Friday, September 11, 2009

Oh, you're so silent Chrono

As always, there are spoilers to be found. If you are concerned about that then I would advise you to play the games brought up first.

In the silent film era, actors relied on their ability to visually express emotions in exagerated gestures to ensure audience understanding. Movement and facial expressions constituted communication, breaking only in case an actual line was needed, resorting to a shot of a text box. Given the limitations of the medium at the time, the silent protagonist was a necessity.

Likewise, in early console gaming, a silent protagonist was a necessity. In the early days of the NES, developers were still graduating from the previous generation of consoles while recovering from the video game market crash of 1983. Adventure games were a possibility, even ports of well known PC games but for new intellectual property in an unstable market on a brand new console? The cartridges themelves had what would now be considered a pitiable lack of rom space. With most of that devoted to the game engine, sprites and pointer tables for constructing important rom elements such as the background, what little remained for the literary interpretation of the character was left for the instruction manual. Mario is a silent hero whom, with recent voice acting efforts, would have arguably benefitted from staying that way however he is not the most important early contribution to this device. Instead, Miyamoto-san's other golden child, Link, is the premiere example.

Cannonical Link, that is to say any Legend Of Zelda title made for a Nintendo system and definitely excluding the Phillips CD-i games, does not speak save for grunts, shouts and with relatively recent advancements the occasional "Come on!". In an interview with IGN during publicity for Gamecube title The Legend Of Zelda: The Wind Waker, Aonuma-san (not Miyamoto-san but just as important) stated "If we were to put a voice in there that might not match up with someone else's image, then there would be a backlash to that. So we've tried to avoid that." Link stays silent because of the tradition of his character. What remains then is whether his character serves a greater, complex narrative or if the games, while classic, enjoyable and downright spectacular, are grand if-then exercises in causality.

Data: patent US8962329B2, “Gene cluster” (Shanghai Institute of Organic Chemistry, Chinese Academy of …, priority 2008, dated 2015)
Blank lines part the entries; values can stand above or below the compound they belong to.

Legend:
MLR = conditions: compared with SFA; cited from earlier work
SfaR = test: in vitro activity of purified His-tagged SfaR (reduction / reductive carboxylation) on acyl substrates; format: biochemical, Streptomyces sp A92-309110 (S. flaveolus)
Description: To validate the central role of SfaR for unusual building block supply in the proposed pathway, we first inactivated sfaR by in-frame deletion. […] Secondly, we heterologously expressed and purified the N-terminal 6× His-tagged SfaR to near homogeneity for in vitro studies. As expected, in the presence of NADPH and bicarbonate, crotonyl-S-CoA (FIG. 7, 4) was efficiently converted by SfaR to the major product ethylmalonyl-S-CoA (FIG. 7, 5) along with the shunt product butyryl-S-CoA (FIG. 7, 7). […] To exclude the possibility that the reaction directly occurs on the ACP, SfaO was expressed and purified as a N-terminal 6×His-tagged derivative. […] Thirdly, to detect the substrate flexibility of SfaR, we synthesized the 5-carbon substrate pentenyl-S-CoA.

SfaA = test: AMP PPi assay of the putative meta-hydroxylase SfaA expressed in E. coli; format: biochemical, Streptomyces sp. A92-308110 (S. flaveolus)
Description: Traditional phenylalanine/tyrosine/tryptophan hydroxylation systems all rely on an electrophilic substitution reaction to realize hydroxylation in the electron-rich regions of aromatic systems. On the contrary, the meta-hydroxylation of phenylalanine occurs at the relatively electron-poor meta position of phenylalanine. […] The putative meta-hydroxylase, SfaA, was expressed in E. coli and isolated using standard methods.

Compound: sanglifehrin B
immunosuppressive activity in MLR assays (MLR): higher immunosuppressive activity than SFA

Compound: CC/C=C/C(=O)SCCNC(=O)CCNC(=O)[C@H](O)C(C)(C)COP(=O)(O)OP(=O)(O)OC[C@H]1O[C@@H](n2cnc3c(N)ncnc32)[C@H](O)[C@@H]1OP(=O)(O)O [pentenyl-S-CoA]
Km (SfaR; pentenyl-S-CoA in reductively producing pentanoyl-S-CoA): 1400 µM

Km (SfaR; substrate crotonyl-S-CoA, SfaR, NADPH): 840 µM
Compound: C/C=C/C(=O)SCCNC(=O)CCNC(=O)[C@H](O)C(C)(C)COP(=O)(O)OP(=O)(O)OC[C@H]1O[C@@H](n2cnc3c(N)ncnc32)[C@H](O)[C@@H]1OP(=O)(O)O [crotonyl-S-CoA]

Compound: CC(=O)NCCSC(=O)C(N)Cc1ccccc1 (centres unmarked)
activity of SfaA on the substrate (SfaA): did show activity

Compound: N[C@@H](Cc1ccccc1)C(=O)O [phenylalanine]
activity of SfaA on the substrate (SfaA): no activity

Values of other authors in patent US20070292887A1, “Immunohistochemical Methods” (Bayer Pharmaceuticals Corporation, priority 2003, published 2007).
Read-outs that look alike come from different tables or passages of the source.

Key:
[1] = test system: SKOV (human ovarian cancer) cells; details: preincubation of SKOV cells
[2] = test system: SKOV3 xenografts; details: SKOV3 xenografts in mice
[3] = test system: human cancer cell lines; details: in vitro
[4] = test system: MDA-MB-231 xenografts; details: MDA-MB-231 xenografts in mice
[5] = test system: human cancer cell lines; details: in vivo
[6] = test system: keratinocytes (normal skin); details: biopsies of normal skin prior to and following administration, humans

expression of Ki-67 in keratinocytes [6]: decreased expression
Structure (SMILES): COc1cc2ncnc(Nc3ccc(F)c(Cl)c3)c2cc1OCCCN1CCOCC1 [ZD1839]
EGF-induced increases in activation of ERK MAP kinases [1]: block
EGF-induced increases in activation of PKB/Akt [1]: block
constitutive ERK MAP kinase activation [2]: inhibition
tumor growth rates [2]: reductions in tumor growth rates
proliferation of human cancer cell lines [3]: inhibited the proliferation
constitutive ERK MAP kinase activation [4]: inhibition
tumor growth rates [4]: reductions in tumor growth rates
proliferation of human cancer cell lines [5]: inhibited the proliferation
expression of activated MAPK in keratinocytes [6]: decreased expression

If you're unsure about that, read this sentence: Use this key to obtain the hookshot that you can use to defeat this enemy which will get you a silver bow and arrow set so you can stab Ganondorf in the face while he's frozen. The character of link is entirely decided by his own actions but his options are so restricted that the worst thing the player can choose to do during the game is bother a chicken. Any emotional nuance in the character is projected from the non playing characters and the players themselves. While this is great from an immersive standpoint, it leaves Link as a consistantly blank slate. Link acts as a link quite literally between the player and the game. All achievements are the player's but so are all of the reactions making Link an avatar as opposed to a literary character. The rest of the world tells the story.

But, as a silent protagonist, is Link the further link to later silent protagonists? Does he represent a lack of integration with a story inherent in the use of a silent protagonist?